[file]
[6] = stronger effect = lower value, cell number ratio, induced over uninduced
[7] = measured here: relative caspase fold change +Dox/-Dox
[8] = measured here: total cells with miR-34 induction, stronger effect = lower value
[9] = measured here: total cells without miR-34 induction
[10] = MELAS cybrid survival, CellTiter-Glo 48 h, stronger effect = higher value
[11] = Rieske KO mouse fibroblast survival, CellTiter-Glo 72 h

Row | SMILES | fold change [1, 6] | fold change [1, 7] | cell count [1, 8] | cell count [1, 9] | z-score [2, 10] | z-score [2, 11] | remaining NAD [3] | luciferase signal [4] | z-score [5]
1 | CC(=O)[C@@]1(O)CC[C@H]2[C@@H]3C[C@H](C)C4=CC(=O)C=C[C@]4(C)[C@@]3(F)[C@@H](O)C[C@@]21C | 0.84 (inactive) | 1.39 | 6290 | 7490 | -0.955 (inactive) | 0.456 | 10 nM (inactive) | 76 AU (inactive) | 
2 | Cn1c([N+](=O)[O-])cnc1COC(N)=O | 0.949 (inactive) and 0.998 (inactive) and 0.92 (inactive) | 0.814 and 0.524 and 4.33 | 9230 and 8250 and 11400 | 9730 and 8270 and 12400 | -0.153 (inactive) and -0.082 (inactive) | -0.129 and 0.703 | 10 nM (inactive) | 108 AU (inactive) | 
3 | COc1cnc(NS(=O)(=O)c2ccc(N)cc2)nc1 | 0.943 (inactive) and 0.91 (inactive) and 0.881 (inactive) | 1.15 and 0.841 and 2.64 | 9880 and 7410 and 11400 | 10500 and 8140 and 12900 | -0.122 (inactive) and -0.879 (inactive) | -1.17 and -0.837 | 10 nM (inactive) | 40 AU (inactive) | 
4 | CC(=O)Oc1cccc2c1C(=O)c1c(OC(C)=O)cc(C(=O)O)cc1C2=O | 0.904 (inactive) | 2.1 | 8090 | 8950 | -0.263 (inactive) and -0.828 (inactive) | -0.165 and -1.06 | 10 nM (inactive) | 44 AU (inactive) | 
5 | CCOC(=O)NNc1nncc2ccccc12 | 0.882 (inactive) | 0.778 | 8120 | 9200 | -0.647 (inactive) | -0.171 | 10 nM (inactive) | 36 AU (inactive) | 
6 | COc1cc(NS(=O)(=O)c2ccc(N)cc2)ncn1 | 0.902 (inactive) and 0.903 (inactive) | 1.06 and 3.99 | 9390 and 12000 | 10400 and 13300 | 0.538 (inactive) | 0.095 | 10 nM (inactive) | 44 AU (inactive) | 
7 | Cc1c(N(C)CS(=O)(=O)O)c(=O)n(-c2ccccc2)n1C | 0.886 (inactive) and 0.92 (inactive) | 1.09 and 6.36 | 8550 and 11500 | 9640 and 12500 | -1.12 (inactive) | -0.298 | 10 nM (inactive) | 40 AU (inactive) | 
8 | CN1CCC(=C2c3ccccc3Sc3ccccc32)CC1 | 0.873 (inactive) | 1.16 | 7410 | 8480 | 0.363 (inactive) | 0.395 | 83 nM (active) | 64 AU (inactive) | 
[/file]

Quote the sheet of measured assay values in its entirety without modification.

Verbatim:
[6] = stronger effect = lower value, cell number ratio, induced over uninduced
[7] = measured here: relative caspase fold change +Dox/-Dox
[8] = measured here: total cells with miR-34 induction, stronger effect = lower value
[9] = measured here: total cells without miR-34 induction
[10] = MELAS cybrid survival, CellTiter-Glo 48 h, stronger effect = higher value
[11] = Rieske KO mouse fibroblast survival, CellTiter-Glo 72 h

Row | SMILES | fold change [1, 6] | fold change [1, 7] | cell count [1, 8] | cell count [1, 9] | z-score [2, 10] | z-score [2, 11] | remaining NAD [3] | luciferase signal [4] | z-score [5]
1 | CC(=O)[C@@]1(O)CC[C@H]2[C@@H]3C[C@H](C)C4=CC(=O)C=C[C@]4(C)[C@@]3(F)[C@@H](O)C[C@@]21C | 0.84 (inactive) | 1.39 | 6290 | 7490 | -0.955 (inactive) | 0.456 | 10 nM (inactive) | 76 AU (inactive) | 
2 | Cn1c([N+](=O)[O-])cnc1COC(N)=O | 0.949 (inactive) and 0.998 (inactive) and 0.92 (inactive) | 0.814 and 0.524 and 4.33 | 9230 and 8250 and 11400 | 9730 and 8270 and 12400 | -0.153 (inactive) and -0.082 (inactive) | -0.129 and 0.703 | 10 nM (inactive) | 108 AU (inactive) | 
3 | COc1cnc(NS(=O)(=O)c2ccc(N)cc2)nc1 | 0.943 (inactive) and 0.91 (inactive) and 0.881 (inactive) | 1.15 and 0.841 and 2.64 | 9880 and 7410 and 11400 | 10500 and 8140 and 12900 | -0.122 (inactive) and -0.879 (inactive) | -1.17 and -0.837 | 10 nM (inactive) | 40 AU (inactive) | 
4 | CC(=O)Oc1cccc2c1C(=O)c1c(OC(C)=O)cc(C(=O)O)cc1C2=O | 0.904 (inactive) | 2.1 | 8090 | 8950 | -0.263 (inactive) and -0.828 (inactive) | -0.165 and -1.06 | 10 nM (inactive) | 44 AU (inactive) | 
5 | CCOC(=O)NNc1nncc2ccccc12 | 0.882 (inactive) | 0.778 | 8120 | 9200 | -0.647 (inactive) | -0.171 | 10 nM (inactive) | 36 AU (inactive) | 
6 | COc1cc(NS(=O)(=O)c2ccc(N)cc2)ncn1 | 0.902 (inactive) and 0.903 (inactive) | 1.06 and 3.99 | 9390 and 12000 | 10400 and 13300 | 0.538 (inactive) | 0.095 | 10 nM (inactive) | 44 AU (inactive) | 
7 | Cc1c(N(C)CS(=O)(=O)O)c(=O)n(-c2ccccc2)n1C | 0.886 (inactive) and 0.92 (inactive) | 1.09 and 6.36 | 8550 and 11500 | 9640 and 12500 | -1.12 (inactive) | -0.298 | 10 nM (inactive) | 40 AU (inactive) | 
8 | CN1CCC(=C2c3ccccc3Sc3ccccc32)CC1 | 0.873 (inactive) | 1.16 | 7410 | 8480 | 0.363 (inactive) | 0.395 | 83 nM (active) | 64 AU (inactive) | 